I’ve an early start today at New Realm. That’s the only downside to collaboration beers. They often require getting up at some ungodly hour. At least if you want to be there for mashing in.
My bag hasn’t turned up yet. Fingers crossed that it arrives while I’m at New Realm. Otherwise life might start getting very smelly. Brew houses usually have plenty of masking smells. I reassure myself with that thought.
I may not have fresh undercrackers to wear, but at least I can brush my teeth and comb my hair. And have a quick swig of breakfast whisky. Must remember to at least include a set of underwear in my rucksack next time. Tough whisky is obviously more essential. Can’t travel without that.
As I’m still adjusting to US time, I’m up pretty early, anyway. At 6:30. I breakfast in the hotel, despite it not being included. Need some fuel for the long day ahead. Predictably, there’s a strong bacon element in my selection.
I roll up at New Realm at 8. Not too far off the allotted time of 7:30. I hope I can get in. That’s not usually a problem at smaller breweries, but New Realm is pretty big. Thankfully, the door is open and I can just wander in.
I’m soon met by Tyler Downey, my designated brewer for the day. We’ve been corresponding about the beer for a couple of weeks. It being May, I cheekily suggested a Mild Ale. Slightly to my surprise, both Tyler and Mitch Steele were enthusiastic.
Whitbread X Ale from 1865 is the beer. It has a dead simple recipe: mild malt with Cluster, Hallertau and Goldings hops. About 6.5% ABV and 85 (calculated) IBUs. The sort of Mild no-one would spot as a Mild, drinking it blind.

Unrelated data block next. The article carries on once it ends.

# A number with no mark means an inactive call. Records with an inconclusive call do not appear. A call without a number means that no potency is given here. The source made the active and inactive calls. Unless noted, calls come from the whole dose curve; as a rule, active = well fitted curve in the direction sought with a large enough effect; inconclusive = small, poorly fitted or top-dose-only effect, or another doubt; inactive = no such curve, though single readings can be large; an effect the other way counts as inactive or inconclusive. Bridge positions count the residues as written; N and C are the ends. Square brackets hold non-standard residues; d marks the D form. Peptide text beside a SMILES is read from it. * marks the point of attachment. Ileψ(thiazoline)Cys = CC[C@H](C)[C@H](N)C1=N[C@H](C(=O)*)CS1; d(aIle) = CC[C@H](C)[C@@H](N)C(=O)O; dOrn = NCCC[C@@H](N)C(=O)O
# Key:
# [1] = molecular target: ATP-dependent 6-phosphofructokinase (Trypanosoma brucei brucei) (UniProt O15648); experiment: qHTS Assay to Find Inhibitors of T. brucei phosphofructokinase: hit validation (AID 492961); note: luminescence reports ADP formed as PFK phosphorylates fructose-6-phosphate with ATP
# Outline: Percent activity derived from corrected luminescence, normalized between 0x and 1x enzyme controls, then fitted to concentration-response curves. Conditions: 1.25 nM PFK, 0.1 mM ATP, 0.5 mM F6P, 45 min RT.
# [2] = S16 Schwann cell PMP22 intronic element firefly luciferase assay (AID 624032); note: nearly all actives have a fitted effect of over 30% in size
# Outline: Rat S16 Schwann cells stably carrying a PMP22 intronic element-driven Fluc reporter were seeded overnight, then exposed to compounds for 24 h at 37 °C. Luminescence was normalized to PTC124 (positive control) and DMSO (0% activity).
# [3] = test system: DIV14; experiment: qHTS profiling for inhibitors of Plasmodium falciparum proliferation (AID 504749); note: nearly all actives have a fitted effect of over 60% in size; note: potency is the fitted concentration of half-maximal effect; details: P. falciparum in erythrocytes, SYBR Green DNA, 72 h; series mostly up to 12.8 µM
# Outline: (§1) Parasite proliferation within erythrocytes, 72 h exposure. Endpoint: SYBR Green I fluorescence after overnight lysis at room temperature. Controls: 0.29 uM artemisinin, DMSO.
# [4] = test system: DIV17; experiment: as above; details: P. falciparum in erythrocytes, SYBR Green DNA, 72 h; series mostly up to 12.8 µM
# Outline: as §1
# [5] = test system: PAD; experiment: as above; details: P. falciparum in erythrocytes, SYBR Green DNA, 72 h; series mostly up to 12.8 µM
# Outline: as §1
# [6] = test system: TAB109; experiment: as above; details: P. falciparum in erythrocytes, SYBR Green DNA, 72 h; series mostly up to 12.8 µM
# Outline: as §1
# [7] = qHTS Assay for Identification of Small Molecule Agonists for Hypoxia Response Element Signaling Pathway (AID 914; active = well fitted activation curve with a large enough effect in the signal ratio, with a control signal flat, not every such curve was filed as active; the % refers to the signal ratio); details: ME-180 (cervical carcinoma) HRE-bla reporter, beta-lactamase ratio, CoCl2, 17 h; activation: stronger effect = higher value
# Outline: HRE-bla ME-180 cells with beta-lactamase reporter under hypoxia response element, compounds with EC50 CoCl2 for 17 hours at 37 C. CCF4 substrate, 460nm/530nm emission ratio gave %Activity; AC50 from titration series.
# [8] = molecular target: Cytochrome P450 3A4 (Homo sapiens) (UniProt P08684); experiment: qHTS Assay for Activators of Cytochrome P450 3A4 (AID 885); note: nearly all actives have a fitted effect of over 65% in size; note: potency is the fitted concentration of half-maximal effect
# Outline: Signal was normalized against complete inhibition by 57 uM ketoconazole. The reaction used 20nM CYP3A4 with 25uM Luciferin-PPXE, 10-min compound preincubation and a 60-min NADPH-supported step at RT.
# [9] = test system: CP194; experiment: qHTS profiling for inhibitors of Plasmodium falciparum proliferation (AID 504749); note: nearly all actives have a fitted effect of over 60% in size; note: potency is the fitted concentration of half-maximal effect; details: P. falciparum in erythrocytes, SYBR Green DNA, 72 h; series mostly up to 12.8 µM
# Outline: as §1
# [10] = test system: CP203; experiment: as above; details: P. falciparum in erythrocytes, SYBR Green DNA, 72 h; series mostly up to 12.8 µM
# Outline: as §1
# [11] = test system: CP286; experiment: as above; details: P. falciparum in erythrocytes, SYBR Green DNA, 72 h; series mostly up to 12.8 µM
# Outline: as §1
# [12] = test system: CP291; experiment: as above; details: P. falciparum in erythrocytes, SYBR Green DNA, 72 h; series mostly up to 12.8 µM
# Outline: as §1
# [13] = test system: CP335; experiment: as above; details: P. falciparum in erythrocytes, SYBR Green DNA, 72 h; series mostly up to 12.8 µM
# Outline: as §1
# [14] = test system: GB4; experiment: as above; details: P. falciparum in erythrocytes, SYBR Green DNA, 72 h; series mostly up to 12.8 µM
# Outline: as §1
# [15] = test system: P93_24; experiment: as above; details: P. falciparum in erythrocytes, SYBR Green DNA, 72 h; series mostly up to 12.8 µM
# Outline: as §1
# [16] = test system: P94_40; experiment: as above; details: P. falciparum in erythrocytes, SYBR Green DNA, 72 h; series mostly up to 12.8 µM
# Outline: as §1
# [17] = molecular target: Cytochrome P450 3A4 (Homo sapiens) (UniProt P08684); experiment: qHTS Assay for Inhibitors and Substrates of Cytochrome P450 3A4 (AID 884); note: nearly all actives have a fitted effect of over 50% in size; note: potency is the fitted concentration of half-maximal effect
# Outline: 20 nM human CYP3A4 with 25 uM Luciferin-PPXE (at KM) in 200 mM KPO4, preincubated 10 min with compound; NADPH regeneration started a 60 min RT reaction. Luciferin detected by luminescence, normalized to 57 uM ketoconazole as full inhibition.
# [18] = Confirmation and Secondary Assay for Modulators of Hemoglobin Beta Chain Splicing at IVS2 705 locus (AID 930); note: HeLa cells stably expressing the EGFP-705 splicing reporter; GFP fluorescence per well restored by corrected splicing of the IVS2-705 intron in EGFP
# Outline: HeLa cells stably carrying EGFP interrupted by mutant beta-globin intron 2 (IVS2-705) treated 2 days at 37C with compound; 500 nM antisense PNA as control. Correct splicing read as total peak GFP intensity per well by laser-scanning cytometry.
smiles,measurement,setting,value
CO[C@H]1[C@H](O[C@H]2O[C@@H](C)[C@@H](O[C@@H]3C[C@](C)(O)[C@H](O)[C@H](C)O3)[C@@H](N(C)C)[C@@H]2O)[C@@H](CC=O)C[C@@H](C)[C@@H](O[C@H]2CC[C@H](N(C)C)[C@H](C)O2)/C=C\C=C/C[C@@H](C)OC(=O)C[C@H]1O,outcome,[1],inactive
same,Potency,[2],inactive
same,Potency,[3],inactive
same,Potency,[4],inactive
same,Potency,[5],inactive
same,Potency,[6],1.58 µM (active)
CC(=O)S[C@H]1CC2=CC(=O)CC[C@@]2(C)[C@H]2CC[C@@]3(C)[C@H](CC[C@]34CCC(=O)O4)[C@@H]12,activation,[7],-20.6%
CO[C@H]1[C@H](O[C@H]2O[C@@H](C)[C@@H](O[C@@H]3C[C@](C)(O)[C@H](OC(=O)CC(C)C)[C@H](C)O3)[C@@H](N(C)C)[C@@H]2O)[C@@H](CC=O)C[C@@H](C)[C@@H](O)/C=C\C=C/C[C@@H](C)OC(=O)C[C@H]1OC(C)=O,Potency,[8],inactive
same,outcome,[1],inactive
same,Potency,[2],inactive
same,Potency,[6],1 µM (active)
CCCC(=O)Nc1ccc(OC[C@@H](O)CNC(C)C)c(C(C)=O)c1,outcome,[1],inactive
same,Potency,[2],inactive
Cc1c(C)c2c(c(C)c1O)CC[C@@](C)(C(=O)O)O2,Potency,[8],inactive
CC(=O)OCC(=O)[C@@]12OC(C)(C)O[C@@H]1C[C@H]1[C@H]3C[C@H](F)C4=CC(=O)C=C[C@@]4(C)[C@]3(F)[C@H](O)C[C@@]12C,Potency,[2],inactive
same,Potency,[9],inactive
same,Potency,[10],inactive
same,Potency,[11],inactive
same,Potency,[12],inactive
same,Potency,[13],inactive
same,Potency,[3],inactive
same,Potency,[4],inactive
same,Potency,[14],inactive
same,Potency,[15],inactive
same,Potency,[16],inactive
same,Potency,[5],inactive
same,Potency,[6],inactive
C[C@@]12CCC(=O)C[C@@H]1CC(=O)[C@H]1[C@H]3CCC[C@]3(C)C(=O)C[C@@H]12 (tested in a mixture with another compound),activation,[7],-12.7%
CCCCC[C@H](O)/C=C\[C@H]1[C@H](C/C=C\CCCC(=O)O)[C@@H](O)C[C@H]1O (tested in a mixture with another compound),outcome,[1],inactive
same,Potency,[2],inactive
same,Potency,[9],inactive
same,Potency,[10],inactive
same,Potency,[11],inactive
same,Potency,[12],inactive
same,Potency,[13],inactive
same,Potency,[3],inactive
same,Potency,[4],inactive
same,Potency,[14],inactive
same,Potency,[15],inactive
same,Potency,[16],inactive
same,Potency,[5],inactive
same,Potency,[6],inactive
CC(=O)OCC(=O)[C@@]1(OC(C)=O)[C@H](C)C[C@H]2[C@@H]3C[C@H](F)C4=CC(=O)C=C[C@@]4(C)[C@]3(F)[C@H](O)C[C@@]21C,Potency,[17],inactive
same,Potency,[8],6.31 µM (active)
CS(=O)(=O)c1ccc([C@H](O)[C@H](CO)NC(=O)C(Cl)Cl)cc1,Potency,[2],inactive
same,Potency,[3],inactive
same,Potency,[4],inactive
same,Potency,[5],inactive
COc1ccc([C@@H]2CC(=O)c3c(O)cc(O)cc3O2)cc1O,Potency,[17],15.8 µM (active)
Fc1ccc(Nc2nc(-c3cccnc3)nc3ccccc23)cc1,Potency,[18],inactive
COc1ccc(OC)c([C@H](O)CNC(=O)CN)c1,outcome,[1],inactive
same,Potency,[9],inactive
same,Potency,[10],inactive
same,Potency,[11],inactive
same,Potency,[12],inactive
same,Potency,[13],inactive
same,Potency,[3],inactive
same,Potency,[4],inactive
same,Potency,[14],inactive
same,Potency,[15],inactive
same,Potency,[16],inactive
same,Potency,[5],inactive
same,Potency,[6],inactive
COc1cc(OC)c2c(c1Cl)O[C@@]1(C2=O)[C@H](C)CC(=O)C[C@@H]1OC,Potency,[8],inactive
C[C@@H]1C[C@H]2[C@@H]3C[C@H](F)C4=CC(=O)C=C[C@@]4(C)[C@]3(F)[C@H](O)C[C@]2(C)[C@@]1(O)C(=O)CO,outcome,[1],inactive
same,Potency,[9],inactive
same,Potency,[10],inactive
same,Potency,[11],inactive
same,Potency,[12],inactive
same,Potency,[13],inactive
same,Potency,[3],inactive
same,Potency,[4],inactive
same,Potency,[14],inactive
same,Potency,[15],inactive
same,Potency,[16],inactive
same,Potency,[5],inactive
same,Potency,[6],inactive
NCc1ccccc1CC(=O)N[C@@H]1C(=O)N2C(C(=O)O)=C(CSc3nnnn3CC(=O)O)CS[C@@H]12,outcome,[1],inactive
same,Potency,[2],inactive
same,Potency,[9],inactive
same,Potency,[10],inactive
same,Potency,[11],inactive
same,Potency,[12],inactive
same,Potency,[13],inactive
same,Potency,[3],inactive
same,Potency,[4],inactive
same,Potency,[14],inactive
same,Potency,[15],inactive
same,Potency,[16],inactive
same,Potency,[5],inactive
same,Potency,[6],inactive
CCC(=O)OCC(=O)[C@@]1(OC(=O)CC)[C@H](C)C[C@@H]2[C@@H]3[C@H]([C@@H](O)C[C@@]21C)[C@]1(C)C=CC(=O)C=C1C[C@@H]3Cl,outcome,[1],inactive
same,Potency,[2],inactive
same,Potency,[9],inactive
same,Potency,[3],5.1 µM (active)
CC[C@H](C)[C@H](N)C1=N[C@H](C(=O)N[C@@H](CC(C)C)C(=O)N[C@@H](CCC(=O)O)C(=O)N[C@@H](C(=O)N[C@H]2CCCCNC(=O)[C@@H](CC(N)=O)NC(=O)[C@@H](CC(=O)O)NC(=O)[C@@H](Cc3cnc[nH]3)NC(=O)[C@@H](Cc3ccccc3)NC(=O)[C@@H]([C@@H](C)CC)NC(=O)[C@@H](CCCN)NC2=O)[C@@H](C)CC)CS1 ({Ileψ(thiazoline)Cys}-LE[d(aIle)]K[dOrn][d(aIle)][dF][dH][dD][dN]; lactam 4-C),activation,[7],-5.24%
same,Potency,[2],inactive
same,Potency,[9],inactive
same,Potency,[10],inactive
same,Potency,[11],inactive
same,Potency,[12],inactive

But exactly the sort of Mild I really like. Not that I’m likely to taste this one. That’s the curse of long-distance collaborations. I rarely get to sample the finished beer.
The brew has already kicked off so we hang around in the brewery chatting for a while. Until Mitch rolls up. He gives me a spin around the brewhouse, after which it’s about time for me to complete my one technical task of the day: throwing in the hops. Being careful not to scald my fingers on the steam escaping from the copper.
Coincidentally, Tyler used to work with Mike Karnowski, who will be my host in Asheville. The brewing world can be very small.
At midday, Mitch takes me for lunch in the bar. No arm-twisting required, as the food is pretty good here. We sit at the bar and share a few beers. I love chatting with Mitch. He remains refreshingly enthusiastic about beer and brewing, despite the idiocy of some current trends.
Despair at the beers currently raved about by consumers is a recurring theme when I talk to professional brewers. I detect very little enthusiasm for sludge IPAs or pastry Stouts amongst those in the industry. But they have to brew beer that sells to keep the lights on and the fermenters full. It would depress the hell out of me.
Mitch, unfortunately, can’t stay for the whole day and has to head off after lunch. I linger until the end of the brew before returning to my hotel. Always fun hanging around breweries.
Back in my room, I’m delighted to see that my missing bag is standing there. Yippee – they could find it. And none of the bottles inside it have shattered or leaked. I guess that’s a win.
After such an early start, I can’t be arsed to go anywhere in the evening. It’s just me in my (fresh) underkecks, crap TV and a bottle of whisky. Which is probably how I’ll die.
Soon, unconsciousness crashes in like an impatient burglar.
550 Somerset Terrace NE #101,
Tel: +1 404-968-2777
A visit to Spaten brewery - *After visiting a brewery that started in a garage our next stop was an altogether larger concern: the Spaten brewery* Now owned by ABInBev it was Gabrie...
49 minutes ago